The Fine Line Between Regulation and Prohibition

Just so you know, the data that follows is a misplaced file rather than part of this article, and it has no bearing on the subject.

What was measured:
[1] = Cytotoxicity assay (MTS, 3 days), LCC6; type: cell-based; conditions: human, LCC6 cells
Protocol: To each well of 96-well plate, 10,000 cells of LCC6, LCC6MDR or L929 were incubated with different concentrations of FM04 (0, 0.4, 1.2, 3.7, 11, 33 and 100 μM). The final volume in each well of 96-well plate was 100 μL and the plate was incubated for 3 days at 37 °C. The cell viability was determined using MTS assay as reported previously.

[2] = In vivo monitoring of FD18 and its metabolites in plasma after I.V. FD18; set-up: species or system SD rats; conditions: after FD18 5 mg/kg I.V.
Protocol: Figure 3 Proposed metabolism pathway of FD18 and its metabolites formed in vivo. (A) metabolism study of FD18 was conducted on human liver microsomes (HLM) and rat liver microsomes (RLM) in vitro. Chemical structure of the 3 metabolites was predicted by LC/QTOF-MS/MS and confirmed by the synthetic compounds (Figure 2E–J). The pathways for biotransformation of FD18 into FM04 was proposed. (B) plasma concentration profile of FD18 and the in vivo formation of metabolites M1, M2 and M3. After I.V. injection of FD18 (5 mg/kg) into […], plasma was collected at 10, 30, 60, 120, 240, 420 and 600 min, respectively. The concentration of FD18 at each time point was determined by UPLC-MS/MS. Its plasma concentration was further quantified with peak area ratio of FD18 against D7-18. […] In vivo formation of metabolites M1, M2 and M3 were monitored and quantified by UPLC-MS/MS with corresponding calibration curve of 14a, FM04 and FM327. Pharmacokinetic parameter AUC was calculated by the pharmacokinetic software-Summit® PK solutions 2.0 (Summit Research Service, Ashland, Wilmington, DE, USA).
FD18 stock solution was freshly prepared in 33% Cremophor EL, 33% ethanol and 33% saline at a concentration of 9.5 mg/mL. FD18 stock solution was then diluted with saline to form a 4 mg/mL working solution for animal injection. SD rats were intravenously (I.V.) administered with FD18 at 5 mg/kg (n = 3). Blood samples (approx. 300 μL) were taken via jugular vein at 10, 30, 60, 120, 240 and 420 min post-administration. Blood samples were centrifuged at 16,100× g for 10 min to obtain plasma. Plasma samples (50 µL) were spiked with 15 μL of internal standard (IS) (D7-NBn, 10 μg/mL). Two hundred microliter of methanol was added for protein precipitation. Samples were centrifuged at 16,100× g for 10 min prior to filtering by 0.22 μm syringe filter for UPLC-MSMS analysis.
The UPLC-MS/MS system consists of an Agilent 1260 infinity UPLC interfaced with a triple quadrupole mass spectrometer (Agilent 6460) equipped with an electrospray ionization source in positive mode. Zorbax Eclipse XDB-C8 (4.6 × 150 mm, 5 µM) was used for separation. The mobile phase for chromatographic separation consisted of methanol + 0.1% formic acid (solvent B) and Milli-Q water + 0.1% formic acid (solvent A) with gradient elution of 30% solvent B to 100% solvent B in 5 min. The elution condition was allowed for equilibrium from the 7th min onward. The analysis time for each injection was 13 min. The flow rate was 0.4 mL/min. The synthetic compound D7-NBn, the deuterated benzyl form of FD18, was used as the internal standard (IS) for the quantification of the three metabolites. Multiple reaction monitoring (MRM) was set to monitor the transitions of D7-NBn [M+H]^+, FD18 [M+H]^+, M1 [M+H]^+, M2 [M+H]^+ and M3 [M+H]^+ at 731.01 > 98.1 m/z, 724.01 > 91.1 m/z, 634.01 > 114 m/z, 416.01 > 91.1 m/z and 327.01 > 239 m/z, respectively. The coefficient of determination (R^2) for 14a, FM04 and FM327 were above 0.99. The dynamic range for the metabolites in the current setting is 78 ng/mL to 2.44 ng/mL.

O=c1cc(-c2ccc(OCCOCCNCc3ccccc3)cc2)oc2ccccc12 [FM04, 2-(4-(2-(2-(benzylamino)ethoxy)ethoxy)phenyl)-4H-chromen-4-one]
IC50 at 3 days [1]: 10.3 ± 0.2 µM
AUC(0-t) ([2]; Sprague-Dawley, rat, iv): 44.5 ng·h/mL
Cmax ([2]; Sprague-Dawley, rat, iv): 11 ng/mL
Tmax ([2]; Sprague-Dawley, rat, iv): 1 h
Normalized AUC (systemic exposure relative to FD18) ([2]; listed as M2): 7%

A recent report from the Los Angeles Police Department recommends "stringent regulation" of the city's medical marijuana dispensaries, which it says are attracting recreational users and crime. It suggests 41 rules for the city to adopt, covering matters such as location, security, signage, labeling, recordkeeping, maximum sale quantity (one ounce), maximum garden size (99 plants),  and hours of operation (10 to 6). Some of the rules, such as those demanding bank-style anti-theft precautions, would require substantial, possibly prohibitive investments, while others would limit access by legitimate patients. Probably the most consequential restriction would be the one prohibiting dispensaries "within 1,000 feet of any school, day care facility, church or house of worship, nursery, public park, or any location utilized for the exclusive care of children between the ages of 0 [and] 18 years old." The report does not say how many of the city's 98 dispensaries would be shut down by that rule, but it does note that "all medical marijuana dispensaries showed proximity of less than 1,000 yards to a house of worship, public or private school, or other location where children are likely to congregate, such as a public park." So with a little tweaking of the police department's proposed location restrictions, the city could easily regulate the dispensaries out of existence.